Russia announced a ban on food imports from the European Union, the US and other countries in retaliation to the sanctions imposed on it earlier. The tension around the Ukraine crisis may have already taken its toll on the euro-zone, but now it could significantly worsen.
A ban on food exports to Russia means an excessive supply stuck in Europe and this could put price pressure. Headline inflation is already at a 5 year low of 0.4% and this could further tip it lower. No, Russia is not the only country the euro-zone exports to, but a small change in supply could serve as the tipping point to change the balance.
Already very weak growth
The recovery in the 18 country monetary union is quite minimal and we have already seen signs of a slowdown: German industrial production and factory orders have both been very disappointing and point to a significant slowdown of German growth in Q2, which stood on 0.8% in Q1. Despite the strong German growth, EZ growth stood on only 0.2%.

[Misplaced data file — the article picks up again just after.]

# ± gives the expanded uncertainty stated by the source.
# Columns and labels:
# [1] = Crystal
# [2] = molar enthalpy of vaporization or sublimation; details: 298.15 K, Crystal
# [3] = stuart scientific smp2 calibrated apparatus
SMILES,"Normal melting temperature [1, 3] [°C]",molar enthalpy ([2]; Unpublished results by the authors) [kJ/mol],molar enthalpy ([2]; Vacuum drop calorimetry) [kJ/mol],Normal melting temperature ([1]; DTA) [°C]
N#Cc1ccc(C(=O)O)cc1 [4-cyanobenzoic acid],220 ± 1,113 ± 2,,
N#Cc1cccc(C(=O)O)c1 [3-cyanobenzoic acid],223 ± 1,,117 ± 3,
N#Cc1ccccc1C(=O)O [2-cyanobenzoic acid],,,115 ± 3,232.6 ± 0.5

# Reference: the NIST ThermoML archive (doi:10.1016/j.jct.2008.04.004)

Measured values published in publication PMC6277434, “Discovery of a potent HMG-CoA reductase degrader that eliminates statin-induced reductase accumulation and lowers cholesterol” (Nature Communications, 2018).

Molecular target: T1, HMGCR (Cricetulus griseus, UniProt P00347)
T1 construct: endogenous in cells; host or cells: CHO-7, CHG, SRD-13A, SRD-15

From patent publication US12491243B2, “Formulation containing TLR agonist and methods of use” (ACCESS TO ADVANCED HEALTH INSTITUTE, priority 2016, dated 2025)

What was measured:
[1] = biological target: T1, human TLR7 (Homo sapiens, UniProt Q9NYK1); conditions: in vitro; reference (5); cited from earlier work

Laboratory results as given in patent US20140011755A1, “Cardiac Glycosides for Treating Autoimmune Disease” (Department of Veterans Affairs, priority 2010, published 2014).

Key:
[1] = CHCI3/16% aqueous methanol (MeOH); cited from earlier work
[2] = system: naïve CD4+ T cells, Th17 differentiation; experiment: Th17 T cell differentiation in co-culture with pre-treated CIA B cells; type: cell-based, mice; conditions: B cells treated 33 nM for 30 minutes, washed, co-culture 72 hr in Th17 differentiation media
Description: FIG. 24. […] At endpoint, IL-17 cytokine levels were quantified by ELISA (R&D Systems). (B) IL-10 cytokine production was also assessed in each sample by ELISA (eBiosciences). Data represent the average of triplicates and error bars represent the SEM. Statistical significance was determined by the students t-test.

Italy, the zone’s third largest economy, surprisingly fell into recession after its economy squeezed in Q2, following a shrink in Q1. France isn’t doing too well: unemployment is on the rise and consumer spending does not show positive signs. From the four big countries, only Spain enjoys stronger growth. However, inflation has already become negative in Spain. It’s outright deflation with a y/y drop of 0.3%.
This strong retaliation by Russian may not only weigh on euro-zone exports, but push the zone closer to the dreaded deflation. In order for the euro-zone not to “turn Japanese”, perhaps quicker action is needed from the European Central Bank.
Steps already taken – are they enough?
The ECB did introduce a negative deposit rate and more measures, and we are seeing some green shoots in more willingness of banks to lend, at least in Spain. However, the exchange rate is certainly not supportive of a pick up in inflation.
An outright large scale Quantitative Easing program in which the Frankfurt based institute floods the continent with euros would devalue the common currency, push inflation higher and allow more competitiveness for European exports, even with less access to the large Russian market.
Will Draghi bite this additional bullet coming from Moscow and ask for patience until the measures gain a stronger hold?
Or will this Russian move, together with the worries about banks as seen in the BES case in Portugal force more action?
What do you think?
Here is our podcast which discusses the ECB options:Get the 5 most predictable currency pairs